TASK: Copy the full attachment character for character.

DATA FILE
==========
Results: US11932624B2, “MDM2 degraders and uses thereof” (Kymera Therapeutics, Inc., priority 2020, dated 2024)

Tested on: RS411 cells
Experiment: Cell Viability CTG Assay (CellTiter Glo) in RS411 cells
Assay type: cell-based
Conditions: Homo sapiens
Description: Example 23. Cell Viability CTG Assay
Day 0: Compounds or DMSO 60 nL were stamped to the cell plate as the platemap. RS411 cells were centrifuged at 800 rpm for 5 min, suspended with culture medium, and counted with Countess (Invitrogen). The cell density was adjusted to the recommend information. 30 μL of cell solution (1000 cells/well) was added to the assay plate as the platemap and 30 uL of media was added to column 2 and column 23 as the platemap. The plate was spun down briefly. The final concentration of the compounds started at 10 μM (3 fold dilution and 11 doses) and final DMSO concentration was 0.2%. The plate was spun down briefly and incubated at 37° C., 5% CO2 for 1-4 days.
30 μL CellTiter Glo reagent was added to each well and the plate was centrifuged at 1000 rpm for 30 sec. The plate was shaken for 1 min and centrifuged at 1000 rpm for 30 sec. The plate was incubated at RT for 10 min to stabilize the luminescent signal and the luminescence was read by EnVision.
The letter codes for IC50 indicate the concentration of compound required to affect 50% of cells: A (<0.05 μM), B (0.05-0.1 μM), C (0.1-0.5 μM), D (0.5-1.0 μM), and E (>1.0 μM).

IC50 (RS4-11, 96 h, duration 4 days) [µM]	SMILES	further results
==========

Results: US11932624B2, “MDM2 degraders and uses thereof” (Kymera Therapeutics, Inc., priority 2020, dated 2024)

Tested on: RS411 cells
Experiment: Cell Viability CTG Assay (CellTiter Glo) in RS411 cells
Assay type: cell-based
Conditions: Homo sapiens
Description: Example 23. Cell Viability CTG Assay
Day 0: Compounds or DMSO 60 nL were stamped to the cell plate as the platemap. RS411 cells were centrifuged at 800 rpm for 5 min, suspended with culture medium, and counted with Countess (Invitrogen). The cell density was adjusted to the recommend information. 30 μL of cell solution (1000 cells/well) was added to the assay plate as the platemap and 30 uL of media was added to column 2 and column 23 as the platemap. The plate was spun down briefly. The final concentration of the compounds started at 10 μM (3 fold dilution and 11 doses) and final DMSO concentration was 0.2%. The plate was spun down briefly and incubated at 37° C., 5% CO2 for 1-4 days.
30 μL CellTiter Glo reagent was added to each well and the plate was centrifuged at 1000 rpm for 30 sec. The plate was shaken for 1 min and centrifuged at 1000 rpm for 30 sec. The plate was incubated at RT for 10 min to stabilize the luminescent signal and the luminescence was read by EnVision.
The letter codes for IC50 indicate the concentration of compound required to affect 50% of cells: A (<0.05 μM), B (0.05-0.1 μM), C (0.1-0.5 μM), D (0.5-1.0 μM), and E (>1.0 μM).

IC50 (RS4-11, 96 h, duration 4 days) [µM]	SMILES	further results